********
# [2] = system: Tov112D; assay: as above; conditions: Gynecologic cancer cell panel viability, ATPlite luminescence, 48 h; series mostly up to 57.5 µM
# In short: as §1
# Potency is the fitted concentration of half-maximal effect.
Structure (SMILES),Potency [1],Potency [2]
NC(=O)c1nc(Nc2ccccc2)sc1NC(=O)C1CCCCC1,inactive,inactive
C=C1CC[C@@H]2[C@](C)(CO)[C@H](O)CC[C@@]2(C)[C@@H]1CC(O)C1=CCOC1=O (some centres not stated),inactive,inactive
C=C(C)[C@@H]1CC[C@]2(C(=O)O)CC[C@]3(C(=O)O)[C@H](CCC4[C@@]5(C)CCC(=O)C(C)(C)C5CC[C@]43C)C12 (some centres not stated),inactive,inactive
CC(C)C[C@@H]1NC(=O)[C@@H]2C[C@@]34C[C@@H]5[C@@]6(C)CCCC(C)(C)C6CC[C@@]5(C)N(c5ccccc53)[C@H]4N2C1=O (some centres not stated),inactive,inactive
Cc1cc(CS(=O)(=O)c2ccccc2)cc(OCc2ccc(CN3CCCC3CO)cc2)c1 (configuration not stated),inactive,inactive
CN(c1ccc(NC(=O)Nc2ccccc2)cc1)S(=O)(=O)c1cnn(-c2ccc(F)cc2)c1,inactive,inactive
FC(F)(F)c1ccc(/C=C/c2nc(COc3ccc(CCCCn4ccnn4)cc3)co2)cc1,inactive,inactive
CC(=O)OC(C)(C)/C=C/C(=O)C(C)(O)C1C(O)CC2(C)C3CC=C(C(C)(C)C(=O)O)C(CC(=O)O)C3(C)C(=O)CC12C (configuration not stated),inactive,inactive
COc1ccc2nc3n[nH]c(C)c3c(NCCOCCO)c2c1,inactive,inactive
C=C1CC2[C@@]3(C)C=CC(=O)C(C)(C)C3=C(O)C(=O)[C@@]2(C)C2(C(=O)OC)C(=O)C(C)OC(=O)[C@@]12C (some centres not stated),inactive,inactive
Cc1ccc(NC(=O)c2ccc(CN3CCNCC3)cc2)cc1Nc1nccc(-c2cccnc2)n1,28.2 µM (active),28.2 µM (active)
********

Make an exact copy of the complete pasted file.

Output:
# [2] = system: Tov112D; assay: as above; conditions: Gynecologic cancer cell panel viability, ATPlite luminescence, 48 h; series mostly up to 57.5 µM
# In short: as §1
# Potency is the fitted concentration of half-maximal effect.
Structure (SMILES),Potency [1],Potency [2]
NC(=O)c1nc(Nc2ccccc2)sc1NC(=O)C1CCCCC1,inactive,inactive
C=C1CC[C@@H]2[C@](C)(CO)[C@H](O)CC[C@@]2(C)[C@@H]1CC(O)C1=CCOC1=O (some centres not stated),inactive,inactive
C=C(C)[C@@H]1CC[C@]2(C(=O)O)CC[C@]3(C(=O)O)[C@H](CCC4[C@@]5(C)CCC(=O)C(C)(C)C5CC[C@]43C)C12 (some centres not stated),inactive,inactive
CC(C)C[C@@H]1NC(=O)[C@@H]2C[C@@]34C[C@@H]5[C@@]6(C)CCCC(C)(C)C6CC[C@@]5(C)N(c5ccccc53)[C@H]4N2C1=O (some centres not stated),inactive,inactive
Cc1cc(CS(=O)(=O)c2ccccc2)cc(OCc2ccc(CN3CCCC3CO)cc2)c1 (configuration not stated),inactive,inactive
CN(c1ccc(NC(=O)Nc2ccccc2)cc1)S(=O)(=O)c1cnn(-c2ccc(F)cc2)c1,inactive,inactive
FC(F)(F)c1ccc(/C=C/c2nc(COc3ccc(CCCCn4ccnn4)cc3)co2)cc1,inactive,inactive
CC(=O)OC(C)(C)/C=C/C(=O)C(C)(O)C1C(O)CC2(C)C3CC=C(C(C)(C)C(=O)O)C(CC(=O)O)C3(C)C(=O)CC12C (configuration not stated),inactive,inactive
COc1ccc2nc3n[nH]c(C)c3c(NCCOCCO)c2c1,inactive,inactive
C=C1CC2[C@@]3(C)C=CC(=O)C(C)(C)C3=C(O)C(=O)[C@@]2(C)C2(C(=O)OC)C(=O)C(C)OC(=O)[C@@]12C (some centres not stated),inactive,inactive
Cc1ccc(NC(=O)c2ccc(CN3CCNCC3)cc2)cc1Nc1nccc(-c2cccnc2)n1,28.2 µM (active),28.2 µM (active)